The Shanghai Stock Exchange suspended the initial public offering of Ant Group, the internet finance spinoff of the Chinese e-commerce giant Alibaba, an extraordinary turn of events for what had been set to be the largest share sale in history.
A meeting called by four financial regulators on Monday changed all that. The People’s Bank of China, the China Banking and Insurance Regulatory Commission, the China Securities Regulatory Commission and the State Administration of Foreign Exchange said late in the day that they had summoned Mr. Ma, Ant’s executive chairman, Eric Jing, and its Chief Executive Simon Hu to a meeting, without providing details.
Ant said Monday that “views regarding the health and stability of the financial sector were exchanged” at the meeting, and that it would embrace regulation and service China’s economy and its citizens.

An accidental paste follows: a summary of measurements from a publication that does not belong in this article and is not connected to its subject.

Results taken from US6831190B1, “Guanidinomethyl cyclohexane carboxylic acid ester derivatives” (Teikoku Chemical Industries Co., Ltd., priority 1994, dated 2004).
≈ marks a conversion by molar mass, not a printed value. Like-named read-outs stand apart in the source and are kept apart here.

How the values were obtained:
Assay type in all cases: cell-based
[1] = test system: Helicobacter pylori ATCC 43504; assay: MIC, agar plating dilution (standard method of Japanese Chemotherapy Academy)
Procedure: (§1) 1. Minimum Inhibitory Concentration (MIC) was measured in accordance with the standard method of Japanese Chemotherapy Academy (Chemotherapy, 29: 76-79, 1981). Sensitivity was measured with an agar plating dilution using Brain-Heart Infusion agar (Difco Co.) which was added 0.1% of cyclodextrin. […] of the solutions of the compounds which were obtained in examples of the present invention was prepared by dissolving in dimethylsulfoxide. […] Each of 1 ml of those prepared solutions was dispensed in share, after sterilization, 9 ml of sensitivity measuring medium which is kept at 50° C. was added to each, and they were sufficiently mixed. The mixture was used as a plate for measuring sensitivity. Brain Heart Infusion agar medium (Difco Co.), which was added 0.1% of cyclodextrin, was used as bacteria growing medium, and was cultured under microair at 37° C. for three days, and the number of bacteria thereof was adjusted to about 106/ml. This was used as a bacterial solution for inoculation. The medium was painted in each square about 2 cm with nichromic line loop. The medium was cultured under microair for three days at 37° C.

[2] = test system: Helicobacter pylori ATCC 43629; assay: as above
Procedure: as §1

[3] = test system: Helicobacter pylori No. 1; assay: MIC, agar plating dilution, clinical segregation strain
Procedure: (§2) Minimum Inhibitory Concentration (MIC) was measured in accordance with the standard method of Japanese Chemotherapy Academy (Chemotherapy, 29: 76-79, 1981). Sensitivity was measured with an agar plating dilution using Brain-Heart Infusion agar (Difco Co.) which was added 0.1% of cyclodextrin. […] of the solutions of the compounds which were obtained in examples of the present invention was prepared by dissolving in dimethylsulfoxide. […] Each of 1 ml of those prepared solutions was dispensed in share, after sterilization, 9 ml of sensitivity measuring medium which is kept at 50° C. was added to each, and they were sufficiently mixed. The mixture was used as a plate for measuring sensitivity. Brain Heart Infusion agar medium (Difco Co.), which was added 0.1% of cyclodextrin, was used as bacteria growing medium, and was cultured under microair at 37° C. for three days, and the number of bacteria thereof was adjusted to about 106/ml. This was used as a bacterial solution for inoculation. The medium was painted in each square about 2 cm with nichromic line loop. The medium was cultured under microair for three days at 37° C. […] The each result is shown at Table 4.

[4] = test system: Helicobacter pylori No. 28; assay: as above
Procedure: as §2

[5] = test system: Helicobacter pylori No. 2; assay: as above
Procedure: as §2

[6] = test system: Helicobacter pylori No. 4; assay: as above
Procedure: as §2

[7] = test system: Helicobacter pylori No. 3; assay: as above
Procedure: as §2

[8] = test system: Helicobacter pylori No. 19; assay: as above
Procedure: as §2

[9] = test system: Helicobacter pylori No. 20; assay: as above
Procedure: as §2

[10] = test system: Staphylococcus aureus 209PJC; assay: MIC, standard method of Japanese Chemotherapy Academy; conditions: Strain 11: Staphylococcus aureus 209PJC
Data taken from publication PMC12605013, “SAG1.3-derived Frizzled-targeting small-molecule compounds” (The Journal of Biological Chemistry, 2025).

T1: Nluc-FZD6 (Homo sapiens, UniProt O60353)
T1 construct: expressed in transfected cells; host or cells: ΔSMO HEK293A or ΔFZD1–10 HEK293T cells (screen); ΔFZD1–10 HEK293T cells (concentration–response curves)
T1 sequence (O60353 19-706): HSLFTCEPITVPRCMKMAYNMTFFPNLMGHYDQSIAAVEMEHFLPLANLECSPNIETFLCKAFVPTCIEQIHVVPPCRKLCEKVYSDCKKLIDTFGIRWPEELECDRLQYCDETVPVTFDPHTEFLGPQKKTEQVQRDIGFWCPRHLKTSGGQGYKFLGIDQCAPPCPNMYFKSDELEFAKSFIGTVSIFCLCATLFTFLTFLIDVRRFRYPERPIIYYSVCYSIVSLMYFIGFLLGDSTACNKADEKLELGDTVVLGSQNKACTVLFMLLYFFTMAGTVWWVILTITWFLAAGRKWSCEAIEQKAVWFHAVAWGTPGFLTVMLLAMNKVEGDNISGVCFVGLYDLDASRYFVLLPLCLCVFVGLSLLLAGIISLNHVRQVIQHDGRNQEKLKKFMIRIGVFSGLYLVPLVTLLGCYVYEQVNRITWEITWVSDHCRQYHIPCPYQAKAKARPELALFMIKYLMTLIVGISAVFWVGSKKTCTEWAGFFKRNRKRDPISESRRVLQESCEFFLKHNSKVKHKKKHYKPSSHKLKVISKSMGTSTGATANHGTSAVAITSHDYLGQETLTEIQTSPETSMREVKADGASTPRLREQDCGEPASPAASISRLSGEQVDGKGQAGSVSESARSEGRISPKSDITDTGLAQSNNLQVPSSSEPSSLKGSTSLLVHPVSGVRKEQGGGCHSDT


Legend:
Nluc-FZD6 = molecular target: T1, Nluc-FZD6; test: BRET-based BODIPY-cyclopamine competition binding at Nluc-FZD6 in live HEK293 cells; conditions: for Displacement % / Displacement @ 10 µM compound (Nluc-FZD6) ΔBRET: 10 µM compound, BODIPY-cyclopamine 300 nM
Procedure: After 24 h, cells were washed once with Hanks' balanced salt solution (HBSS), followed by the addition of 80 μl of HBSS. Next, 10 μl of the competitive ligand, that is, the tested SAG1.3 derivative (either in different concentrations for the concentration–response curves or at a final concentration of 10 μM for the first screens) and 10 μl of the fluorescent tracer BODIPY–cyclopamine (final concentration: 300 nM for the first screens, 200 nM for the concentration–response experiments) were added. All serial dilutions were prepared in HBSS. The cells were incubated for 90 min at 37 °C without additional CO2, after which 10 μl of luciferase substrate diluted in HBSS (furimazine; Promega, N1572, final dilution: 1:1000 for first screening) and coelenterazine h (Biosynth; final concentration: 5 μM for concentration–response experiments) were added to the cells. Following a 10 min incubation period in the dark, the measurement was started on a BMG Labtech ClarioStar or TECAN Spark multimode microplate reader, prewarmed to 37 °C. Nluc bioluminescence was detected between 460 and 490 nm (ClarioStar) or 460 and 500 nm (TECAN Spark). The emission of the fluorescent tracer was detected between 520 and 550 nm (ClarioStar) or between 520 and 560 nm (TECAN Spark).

It seems that Jack Ma—no stranger to leading record-breaking IPOs—may be getting a bit too big for his britches as far as Xi Jinping is concerned.
Mr. Ma did not ingratiate himself with the authorities when he said, in a recent speech in Shanghai, that financial regulators’ excessive focus on containing risk could stifle innovation….
The head of consumer protection at China’s banking regulator, Guo Wuping, slapped back on Monday, calling out two popular features in Alipay by name in a sharply critical article in the 21st Century Business Herald, a government-owned newspaper.